Antiques Atlas - Qing Dynasty Chinese Ceramics (1644-1912.
Art flourished during the Ming Dynasty. This included literature, painting, music, poetry, and porcelain. Ming vases made of blue and white porcelain were prized at the time throughout the world. They are still considered quite valuable.
Pieces include large porcelain vases, plates and urns. The Ming dynasty ran from 1368 1644 in China and made the city of Jingdezhen the centre for this industry. If you are looking to add a Asian style to your interiors scheme or room then our range of Ming Porcelain is just the ticket hence making us very popular with interior designers.
Selection of Chinese Porcelain Marks. This selection of marks below contains mainly Chinese porcelain marks of the Ming and Qing dynasties, and a few republic period antique marks. Marks listed below are from antiques that are about 80 years old or older. That means from approximately 1930 or earlier.
The Ming Dynasty has become world famous for the unique quality of its ceramic art: in particular, its cobalt blue and white porcelain, its sea-green celadon glazed stoneware, and its white porcelain sculpture (by artists like He Chaozong), all of which were exported around the world, mostly to Europe, the Middle East, Japan and South East Asia. The above image from the permanent collection of.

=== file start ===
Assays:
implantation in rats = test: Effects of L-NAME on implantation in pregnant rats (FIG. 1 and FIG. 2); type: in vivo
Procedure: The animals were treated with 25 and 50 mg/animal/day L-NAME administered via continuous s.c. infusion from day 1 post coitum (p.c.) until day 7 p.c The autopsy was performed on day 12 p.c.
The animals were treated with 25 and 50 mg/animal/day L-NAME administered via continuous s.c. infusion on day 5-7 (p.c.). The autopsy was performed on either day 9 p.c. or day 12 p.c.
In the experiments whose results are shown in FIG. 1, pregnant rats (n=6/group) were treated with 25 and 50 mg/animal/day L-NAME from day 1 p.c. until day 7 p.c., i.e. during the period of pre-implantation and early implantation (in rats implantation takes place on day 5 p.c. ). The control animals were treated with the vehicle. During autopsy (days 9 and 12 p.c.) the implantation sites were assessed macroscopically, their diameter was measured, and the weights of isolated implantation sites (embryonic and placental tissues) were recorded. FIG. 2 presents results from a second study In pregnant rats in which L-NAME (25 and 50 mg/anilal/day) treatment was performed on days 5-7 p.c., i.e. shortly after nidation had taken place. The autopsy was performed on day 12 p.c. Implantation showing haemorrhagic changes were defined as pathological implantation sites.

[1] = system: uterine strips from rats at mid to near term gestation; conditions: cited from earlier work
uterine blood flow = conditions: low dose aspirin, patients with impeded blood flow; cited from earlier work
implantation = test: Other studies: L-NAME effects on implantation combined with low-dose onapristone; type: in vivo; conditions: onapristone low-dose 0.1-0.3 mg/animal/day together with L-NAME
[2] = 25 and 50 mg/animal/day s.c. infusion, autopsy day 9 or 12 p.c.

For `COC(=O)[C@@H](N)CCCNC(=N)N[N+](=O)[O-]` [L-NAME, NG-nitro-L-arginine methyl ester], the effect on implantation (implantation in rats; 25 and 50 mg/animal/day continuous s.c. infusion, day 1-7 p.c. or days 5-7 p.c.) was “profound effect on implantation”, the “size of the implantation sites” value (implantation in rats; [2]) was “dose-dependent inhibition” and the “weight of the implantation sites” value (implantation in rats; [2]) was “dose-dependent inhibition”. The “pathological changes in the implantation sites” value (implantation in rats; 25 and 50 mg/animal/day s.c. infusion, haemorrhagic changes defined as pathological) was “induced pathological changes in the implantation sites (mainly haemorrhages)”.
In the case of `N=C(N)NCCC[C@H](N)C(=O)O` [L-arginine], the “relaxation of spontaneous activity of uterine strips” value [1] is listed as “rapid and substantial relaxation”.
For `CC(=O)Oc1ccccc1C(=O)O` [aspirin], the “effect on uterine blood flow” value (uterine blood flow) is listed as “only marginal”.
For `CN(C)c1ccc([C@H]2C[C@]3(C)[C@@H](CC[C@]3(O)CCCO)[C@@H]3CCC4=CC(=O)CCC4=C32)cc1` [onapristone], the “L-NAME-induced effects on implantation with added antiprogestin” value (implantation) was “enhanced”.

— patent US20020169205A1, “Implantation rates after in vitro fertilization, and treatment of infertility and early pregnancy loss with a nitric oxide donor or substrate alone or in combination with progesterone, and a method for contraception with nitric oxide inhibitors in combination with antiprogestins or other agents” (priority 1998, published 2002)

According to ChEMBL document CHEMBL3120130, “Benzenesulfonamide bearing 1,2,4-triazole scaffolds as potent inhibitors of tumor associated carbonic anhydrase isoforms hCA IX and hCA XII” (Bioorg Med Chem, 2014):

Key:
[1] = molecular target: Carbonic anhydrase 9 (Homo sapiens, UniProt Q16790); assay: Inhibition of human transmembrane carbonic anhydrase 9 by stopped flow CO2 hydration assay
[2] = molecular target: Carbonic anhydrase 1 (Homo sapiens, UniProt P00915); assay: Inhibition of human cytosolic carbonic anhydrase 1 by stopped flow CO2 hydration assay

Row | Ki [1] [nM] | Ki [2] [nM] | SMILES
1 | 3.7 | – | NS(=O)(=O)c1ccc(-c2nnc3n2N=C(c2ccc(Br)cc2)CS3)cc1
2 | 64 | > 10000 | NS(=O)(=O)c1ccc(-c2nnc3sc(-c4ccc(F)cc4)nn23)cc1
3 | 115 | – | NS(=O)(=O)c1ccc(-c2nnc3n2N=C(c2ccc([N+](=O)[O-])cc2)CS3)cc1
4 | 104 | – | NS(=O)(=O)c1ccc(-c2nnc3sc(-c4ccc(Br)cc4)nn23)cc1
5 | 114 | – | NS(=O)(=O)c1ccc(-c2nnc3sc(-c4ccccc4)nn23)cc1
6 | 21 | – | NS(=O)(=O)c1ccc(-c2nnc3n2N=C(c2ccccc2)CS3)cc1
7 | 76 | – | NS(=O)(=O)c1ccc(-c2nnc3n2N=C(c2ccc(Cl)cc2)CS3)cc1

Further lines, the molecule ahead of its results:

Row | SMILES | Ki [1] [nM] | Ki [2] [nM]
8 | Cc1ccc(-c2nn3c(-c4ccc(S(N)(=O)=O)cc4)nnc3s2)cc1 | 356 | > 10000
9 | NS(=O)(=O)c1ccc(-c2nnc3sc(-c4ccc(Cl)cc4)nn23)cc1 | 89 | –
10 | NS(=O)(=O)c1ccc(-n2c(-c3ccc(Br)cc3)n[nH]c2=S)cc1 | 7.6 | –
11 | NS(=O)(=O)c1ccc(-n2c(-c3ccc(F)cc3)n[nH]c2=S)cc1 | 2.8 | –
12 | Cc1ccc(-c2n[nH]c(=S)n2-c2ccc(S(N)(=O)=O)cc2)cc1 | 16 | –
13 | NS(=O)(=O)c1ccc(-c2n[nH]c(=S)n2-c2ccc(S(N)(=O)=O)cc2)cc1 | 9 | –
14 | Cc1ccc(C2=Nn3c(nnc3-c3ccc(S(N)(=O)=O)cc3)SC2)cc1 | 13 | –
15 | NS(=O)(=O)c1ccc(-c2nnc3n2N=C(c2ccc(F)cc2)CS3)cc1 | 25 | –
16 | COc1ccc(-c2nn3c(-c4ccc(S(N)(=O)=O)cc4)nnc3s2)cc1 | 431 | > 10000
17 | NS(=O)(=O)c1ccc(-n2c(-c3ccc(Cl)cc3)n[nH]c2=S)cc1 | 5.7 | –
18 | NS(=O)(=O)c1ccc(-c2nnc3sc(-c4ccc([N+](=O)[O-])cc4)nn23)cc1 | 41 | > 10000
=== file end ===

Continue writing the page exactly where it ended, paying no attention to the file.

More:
The Qing Dynasty is a period specially noted for the production of color glazes. In the area of monochromes, Qing potters succeeded in reproducing most of the famous glaze colors found in ceramic wares of the Song, Yuan and Ming Dynasties. In addition, they created a variety of new glazes, thus bringing vibrant energy to Chinese porcelain and art.
Globular vases were popular in the Ming Dynasty, and conjoined vases in the Qianlong period. Qing-hua blue and white painting is the most well-known variety of porcelain vase decorating. Cinnabar porcelain vases are reddish-brown owing to the presence of mercury in the glaze.
True porcelain, made only in Asia until the 18th century, is translucent rather than opaque. A dragon design would usually indicate it was made in Asia. Other Ming themes included fish and flowers, including peonies and lotus flowers. Shape could indicate whether the vase was meant for the Islamic market rather than a domestic one.